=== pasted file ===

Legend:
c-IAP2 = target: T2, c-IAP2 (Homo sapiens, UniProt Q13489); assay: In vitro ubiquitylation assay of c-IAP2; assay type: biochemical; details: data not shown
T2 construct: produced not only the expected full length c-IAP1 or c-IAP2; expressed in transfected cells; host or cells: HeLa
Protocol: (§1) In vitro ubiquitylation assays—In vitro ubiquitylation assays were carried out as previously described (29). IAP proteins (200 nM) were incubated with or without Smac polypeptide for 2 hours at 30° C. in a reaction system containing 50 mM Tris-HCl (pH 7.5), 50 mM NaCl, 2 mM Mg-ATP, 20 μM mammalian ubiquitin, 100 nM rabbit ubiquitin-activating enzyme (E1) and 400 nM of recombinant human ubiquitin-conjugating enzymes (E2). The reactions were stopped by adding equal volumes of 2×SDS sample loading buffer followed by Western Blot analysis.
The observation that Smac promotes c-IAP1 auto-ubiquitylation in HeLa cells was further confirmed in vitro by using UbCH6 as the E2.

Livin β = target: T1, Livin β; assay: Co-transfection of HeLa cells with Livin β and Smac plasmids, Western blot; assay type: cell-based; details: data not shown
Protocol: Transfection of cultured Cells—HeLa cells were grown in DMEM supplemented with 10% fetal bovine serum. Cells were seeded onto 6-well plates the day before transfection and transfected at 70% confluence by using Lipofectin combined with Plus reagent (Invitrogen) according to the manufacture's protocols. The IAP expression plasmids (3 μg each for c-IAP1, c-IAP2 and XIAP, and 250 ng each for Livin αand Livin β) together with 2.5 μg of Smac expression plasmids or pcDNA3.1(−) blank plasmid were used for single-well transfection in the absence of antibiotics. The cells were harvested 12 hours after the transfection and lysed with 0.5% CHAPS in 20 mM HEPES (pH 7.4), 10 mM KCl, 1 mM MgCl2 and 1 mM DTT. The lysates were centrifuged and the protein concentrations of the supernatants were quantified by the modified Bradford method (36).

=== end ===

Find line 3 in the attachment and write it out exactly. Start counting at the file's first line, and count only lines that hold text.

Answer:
T2 construct: produced not only the expected full length c-IAP1 or c-IAP2; expressed in transfected cells; host or cells: HeLa